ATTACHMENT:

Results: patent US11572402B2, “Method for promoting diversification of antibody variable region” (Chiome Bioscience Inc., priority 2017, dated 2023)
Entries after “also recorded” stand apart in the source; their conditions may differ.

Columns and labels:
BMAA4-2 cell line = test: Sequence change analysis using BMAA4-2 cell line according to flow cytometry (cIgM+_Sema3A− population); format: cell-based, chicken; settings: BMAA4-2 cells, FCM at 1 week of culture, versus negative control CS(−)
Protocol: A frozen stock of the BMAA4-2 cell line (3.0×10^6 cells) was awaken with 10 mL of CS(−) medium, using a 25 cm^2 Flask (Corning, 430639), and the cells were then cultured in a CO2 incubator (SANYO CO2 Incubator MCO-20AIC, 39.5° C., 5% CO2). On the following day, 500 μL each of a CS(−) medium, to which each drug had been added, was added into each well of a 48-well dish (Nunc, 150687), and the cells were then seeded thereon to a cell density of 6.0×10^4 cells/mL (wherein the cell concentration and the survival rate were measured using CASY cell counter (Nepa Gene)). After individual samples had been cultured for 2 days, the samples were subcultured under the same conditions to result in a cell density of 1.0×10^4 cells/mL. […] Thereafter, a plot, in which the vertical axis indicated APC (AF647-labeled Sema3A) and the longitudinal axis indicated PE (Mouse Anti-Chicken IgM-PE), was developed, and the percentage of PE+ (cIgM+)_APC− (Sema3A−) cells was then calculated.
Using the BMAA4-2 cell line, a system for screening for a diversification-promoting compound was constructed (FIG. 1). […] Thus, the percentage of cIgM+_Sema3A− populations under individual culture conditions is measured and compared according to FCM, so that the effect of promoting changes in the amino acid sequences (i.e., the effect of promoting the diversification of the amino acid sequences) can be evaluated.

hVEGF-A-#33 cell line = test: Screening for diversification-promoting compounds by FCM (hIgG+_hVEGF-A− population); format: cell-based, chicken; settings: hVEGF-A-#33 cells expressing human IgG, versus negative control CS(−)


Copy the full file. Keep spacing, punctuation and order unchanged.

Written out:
Results: patent US11572402B2, “Method for promoting diversification of antibody variable region” (Chiome Bioscience Inc., priority 2017, dated 2023)
Entries after “also recorded” stand apart in the source; their conditions may differ.

Columns and labels:
BMAA4-2 cell line = test: Sequence change analysis using BMAA4-2 cell line according to flow cytometry (cIgM+_Sema3A− population); format: cell-based, chicken; settings: BMAA4-2 cells, FCM at 1 week of culture, versus negative control CS(−)
Protocol: A frozen stock of the BMAA4-2 cell line (3.0×10^6 cells) was awaken with 10 mL of CS(−) medium, using a 25 cm^2 Flask (Corning, 430639), and the cells were then cultured in a CO2 incubator (SANYO CO2 Incubator MCO-20AIC, 39.5° C., 5% CO2). On the following day, 500 μL each of a CS(−) medium, to which each drug had been added, was added into each well of a 48-well dish (Nunc, 150687), and the cells were then seeded thereon to a cell density of 6.0×10^4 cells/mL (wherein the cell concentration and the survival rate were measured using CASY cell counter (Nepa Gene)). After individual samples had been cultured for 2 days, the samples were subcultured under the same conditions to result in a cell density of 1.0×10^4 cells/mL. […] Thereafter, a plot, in which the vertical axis indicated APC (AF647-labeled Sema3A) and the longitudinal axis indicated PE (Mouse Anti-Chicken IgM-PE), was developed, and the percentage of PE+ (cIgM+)_APC− (Sema3A−) cells was then calculated.
Using the BMAA4-2 cell line, a system for screening for a diversification-promoting compound was constructed (FIG. 1). […] Thus, the percentage of cIgM+_Sema3A− populations under individual culture conditions is measured and compared according to FCM, so that the effect of promoting changes in the amino acid sequences (i.e., the effect of promoting the diversification of the amino acid sequences) can be evaluated.

hVEGF-A-#33 cell line = test: Screening for diversification-promoting compounds by FCM (hIgG+_hVEGF-A− population); format: cell-based, chicken; settings: hVEGF-A-#33 cells expressing human IgG, versus negative control CS(−)